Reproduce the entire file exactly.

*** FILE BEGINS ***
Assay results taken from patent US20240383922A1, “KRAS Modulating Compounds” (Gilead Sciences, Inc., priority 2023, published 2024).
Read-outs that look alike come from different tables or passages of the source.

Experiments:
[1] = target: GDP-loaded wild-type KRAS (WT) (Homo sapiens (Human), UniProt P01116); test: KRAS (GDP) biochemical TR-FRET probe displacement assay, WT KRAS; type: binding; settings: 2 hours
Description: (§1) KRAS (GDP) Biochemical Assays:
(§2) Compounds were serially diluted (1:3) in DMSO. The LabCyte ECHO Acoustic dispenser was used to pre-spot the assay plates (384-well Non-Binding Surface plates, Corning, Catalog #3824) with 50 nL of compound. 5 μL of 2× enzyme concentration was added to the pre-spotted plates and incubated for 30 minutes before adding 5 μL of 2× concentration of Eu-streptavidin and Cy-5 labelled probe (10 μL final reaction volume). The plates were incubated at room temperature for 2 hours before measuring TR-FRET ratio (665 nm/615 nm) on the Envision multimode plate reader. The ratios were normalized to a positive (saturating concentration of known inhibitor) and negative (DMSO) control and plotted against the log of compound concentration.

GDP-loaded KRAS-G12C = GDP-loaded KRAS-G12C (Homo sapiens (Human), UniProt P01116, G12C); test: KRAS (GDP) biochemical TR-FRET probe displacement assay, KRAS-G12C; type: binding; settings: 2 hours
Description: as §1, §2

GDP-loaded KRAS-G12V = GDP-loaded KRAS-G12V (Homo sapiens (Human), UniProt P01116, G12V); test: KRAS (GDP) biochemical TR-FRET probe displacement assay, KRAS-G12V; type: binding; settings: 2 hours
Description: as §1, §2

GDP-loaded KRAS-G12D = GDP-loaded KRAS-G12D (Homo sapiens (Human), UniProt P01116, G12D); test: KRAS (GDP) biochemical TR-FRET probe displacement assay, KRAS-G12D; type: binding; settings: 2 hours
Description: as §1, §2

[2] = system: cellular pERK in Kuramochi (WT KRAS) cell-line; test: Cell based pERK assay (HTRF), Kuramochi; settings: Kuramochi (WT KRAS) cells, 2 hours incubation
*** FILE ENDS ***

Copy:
Assay results taken from patent US20240383922A1, “KRAS Modulating Compounds” (Gilead Sciences, Inc., priority 2023, published 2024).
Read-outs that look alike come from different tables or passages of the source.

Experiments:
[1] = target: GDP-loaded wild-type KRAS (WT) (Homo sapiens (Human), UniProt P01116); test: KRAS (GDP) biochemical TR-FRET probe displacement assay, WT KRAS; type: binding; settings: 2 hours
Description: (§1) KRAS (GDP) Biochemical Assays:
(§2) Compounds were serially diluted (1:3) in DMSO. The LabCyte ECHO Acoustic dispenser was used to pre-spot the assay plates (384-well Non-Binding Surface plates, Corning, Catalog #3824) with 50 nL of compound. 5 μL of 2× enzyme concentration was added to the pre-spotted plates and incubated for 30 minutes before adding 5 μL of 2× concentration of Eu-streptavidin and Cy-5 labelled probe (10 μL final reaction volume). The plates were incubated at room temperature for 2 hours before measuring TR-FRET ratio (665 nm/615 nm) on the Envision multimode plate reader. The ratios were normalized to a positive (saturating concentration of known inhibitor) and negative (DMSO) control and plotted against the log of compound concentration.

GDP-loaded KRAS-G12C = GDP-loaded KRAS-G12C (Homo sapiens (Human), UniProt P01116, G12C); test: KRAS (GDP) biochemical TR-FRET probe displacement assay, KRAS-G12C; type: binding; settings: 2 hours
Description: as §1, §2

GDP-loaded KRAS-G12V = GDP-loaded KRAS-G12V (Homo sapiens (Human), UniProt P01116, G12V); test: KRAS (GDP) biochemical TR-FRET probe displacement assay, KRAS-G12V; type: binding; settings: 2 hours
Description: as §1, §2

GDP-loaded KRAS-G12D = GDP-loaded KRAS-G12D (Homo sapiens (Human), UniProt P01116, G12D); test: KRAS (GDP) biochemical TR-FRET probe displacement assay, KRAS-G12D; type: binding; settings: 2 hours
Description: as §1, §2

[2] = system: cellular pERK in Kuramochi (WT KRAS) cell-line; test: Cell based pERK assay (HTRF), Kuramochi; settings: Kuramochi (WT KRAS) cells, 2 hours incubation